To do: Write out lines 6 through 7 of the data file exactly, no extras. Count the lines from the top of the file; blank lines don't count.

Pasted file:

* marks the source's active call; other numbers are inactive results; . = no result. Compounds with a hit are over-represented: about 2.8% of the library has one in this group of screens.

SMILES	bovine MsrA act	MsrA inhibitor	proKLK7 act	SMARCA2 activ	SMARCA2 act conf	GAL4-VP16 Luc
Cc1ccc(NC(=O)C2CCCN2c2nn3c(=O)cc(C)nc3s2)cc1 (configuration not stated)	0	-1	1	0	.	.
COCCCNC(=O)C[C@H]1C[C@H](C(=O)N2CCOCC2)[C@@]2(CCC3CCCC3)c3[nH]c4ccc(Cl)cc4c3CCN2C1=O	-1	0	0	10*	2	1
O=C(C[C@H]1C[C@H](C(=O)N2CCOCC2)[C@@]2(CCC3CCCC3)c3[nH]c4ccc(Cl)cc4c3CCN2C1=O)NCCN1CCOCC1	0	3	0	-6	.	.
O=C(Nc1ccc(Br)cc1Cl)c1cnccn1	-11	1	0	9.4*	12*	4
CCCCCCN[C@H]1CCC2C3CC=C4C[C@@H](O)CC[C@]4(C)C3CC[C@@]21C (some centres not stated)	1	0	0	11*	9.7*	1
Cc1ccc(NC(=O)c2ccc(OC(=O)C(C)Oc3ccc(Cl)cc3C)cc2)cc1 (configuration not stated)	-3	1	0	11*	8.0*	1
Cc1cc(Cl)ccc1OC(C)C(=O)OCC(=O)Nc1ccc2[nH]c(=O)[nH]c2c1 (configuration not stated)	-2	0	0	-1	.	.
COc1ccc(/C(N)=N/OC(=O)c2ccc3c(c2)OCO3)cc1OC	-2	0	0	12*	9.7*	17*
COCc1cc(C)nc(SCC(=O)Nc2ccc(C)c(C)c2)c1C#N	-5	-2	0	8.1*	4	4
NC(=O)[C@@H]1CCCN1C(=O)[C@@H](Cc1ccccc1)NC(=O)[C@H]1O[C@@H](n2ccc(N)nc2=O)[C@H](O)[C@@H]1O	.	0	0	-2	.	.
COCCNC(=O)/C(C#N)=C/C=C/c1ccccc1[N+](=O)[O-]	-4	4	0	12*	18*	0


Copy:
O=C(Nc1ccc(Br)cc1Cl)c1cnccn1	-11	1	0	9.4*	12*	4
CCCCCCN[C@H]1CCC2C3CC=C4C[C@@H](O)CC[C@]4(C)C3CC[C@@]21C (some centres not stated)	1	0	0	11*	9.7*	1